Expect to see Storyboard Suite 3.2 running on a Jacinto 6 powering an automotive cluster unit as well as on a Beagle Bone Black displaying a rich medical device user interface.

Advanced 3D Cluster

Green Hills is demonstrating Storyboard Embedded Engine with advanced 3D cluster graphics on INTEGRITY RTOS and the Texas Instruments Jacinto 6 platform.

Our president Brian Edmond will be at the show so please send us an email if you’d like to set up a meeting to discuss how Storyboard Suite can be a part of your next UI project.

Read More >>>

Crank Software Named Freescale Proven Partner for Making Graphical UI Development Easy with Storyboard Suite

Crank Software announced today that it has been named a Proven Partner in the Freescale® Semiconductor Connect partner program. Crank Software develops Storyboard Suite, a turnkey UI development software that makes it easy for i.MX users to build graphical UIs and ultimately get their products to market faster.

“Creating an embedded device with a successful, graphical UI is a priority for many of our i.MX customers,” said Michael Norman, Software and Tools Technical Marketing Manager, Microcontroller business at Freescale. “We chose to partner with Crank Software because we are confident that with Storyboard Suite, our customers can get the best UIs possible for their devices, taking advantage of a collaborative process and short development time.”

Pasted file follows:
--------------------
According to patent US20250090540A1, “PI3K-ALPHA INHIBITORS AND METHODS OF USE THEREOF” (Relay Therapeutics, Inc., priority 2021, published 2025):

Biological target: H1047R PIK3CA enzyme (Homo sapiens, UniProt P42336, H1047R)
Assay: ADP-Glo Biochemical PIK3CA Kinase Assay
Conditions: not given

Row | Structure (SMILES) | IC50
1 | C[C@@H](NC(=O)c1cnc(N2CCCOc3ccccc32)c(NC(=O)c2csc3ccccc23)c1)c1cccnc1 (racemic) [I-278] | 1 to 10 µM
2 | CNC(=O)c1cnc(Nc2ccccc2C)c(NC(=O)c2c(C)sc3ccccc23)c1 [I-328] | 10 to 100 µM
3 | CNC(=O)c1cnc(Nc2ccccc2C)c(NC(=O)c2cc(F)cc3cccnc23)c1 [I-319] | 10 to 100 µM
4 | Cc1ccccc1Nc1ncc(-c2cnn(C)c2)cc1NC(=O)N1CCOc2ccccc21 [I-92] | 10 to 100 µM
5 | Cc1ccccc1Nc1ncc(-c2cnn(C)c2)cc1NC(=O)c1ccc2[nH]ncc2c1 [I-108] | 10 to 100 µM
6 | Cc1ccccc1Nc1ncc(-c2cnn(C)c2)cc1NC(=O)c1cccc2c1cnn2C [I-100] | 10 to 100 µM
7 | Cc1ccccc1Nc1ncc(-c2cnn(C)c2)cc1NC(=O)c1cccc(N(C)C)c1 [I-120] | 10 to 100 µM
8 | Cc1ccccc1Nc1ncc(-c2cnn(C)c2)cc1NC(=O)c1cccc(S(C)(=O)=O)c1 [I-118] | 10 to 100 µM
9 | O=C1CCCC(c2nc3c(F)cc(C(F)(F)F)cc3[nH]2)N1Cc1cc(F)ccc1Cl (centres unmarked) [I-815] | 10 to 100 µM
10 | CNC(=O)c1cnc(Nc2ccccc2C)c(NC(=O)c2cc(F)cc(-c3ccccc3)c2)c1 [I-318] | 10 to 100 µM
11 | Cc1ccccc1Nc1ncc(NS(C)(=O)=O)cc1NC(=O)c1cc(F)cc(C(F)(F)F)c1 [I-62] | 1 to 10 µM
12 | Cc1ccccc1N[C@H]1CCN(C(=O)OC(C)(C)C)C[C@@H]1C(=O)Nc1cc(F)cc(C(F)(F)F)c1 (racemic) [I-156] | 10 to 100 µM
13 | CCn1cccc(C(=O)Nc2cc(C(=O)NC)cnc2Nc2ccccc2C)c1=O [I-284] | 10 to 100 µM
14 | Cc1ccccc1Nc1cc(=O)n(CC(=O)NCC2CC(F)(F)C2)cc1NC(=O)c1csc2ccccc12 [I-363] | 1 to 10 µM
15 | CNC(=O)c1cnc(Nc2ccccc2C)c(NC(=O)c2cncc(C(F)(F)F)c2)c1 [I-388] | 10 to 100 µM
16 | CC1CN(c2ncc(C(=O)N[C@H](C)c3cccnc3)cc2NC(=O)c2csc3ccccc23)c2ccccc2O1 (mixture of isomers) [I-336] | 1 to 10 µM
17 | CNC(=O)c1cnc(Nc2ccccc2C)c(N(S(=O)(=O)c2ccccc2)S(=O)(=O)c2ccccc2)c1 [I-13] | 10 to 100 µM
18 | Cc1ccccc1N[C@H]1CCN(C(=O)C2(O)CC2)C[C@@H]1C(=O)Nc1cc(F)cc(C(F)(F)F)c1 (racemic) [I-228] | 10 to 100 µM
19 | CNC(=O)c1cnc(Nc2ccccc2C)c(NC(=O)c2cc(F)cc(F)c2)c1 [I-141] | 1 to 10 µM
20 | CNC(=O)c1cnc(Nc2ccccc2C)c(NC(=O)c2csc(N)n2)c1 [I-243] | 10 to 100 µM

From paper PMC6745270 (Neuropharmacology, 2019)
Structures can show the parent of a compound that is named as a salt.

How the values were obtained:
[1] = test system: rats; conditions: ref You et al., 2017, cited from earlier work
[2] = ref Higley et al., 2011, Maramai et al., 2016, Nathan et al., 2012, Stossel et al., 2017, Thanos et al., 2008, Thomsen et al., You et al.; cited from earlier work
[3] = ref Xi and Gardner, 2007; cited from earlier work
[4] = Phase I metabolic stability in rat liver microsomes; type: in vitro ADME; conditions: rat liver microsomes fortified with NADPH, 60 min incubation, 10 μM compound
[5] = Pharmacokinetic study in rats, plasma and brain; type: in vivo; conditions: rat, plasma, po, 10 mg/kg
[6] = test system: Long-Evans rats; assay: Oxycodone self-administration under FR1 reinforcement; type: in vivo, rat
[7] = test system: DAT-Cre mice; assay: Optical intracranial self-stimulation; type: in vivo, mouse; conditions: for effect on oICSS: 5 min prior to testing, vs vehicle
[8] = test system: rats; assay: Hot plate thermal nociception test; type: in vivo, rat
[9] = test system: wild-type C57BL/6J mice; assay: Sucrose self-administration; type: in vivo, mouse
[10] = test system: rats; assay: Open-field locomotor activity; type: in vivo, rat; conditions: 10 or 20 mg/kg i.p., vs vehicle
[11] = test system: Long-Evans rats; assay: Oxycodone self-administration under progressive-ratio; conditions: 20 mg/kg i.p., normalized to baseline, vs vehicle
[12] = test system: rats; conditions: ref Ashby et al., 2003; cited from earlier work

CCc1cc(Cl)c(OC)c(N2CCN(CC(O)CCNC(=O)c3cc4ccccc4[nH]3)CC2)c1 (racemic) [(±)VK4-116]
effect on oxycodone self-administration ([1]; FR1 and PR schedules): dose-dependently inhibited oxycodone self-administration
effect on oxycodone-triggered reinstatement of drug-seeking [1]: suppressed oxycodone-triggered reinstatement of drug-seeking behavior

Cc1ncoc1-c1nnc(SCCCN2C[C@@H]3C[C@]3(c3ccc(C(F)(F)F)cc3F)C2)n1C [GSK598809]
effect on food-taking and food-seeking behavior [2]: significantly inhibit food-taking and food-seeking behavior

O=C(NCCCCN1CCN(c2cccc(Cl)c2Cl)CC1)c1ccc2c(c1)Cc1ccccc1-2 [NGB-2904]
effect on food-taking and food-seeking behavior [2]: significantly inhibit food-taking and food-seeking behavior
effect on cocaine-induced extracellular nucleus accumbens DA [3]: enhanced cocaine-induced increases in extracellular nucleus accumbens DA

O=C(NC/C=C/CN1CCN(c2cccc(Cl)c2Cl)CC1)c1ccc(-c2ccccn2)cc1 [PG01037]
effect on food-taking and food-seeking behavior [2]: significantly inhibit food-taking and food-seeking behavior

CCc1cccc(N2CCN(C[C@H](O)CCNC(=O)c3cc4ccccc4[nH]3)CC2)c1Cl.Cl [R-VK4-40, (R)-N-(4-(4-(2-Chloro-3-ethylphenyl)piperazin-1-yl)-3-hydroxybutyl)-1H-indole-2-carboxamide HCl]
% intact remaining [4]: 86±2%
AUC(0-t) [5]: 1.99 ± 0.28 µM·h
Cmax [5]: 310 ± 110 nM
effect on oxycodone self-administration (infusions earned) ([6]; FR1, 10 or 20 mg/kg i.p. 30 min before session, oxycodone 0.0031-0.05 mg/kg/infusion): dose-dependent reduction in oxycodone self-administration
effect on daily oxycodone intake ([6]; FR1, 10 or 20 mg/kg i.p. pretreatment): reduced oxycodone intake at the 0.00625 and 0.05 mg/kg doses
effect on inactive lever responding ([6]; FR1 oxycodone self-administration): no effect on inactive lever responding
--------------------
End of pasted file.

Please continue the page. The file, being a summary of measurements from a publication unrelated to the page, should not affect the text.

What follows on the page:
Read More>>

Crank Software Releases Storyboard Suite 3.2

Crank Software is excited to announce the release of Storyboard Suite 3.2 today!

Storyboard Suite 3.2 brings increased functionality to UI designers and embedded developers continuing to make it easy for your teams to develop, prototype, and refine a UI until it’s perfect for a customer – both in function and in design.

Additionally, we’ve improved the overall usability of Storyboard so you now benefit from simpler tools for off-screen content editing, reference anchor points for more precise alignment, and control property functions for inline math. And, Lua can now be used to create animations and directly set table attributes.

Read more about Storyboard Suite 3.2 features >>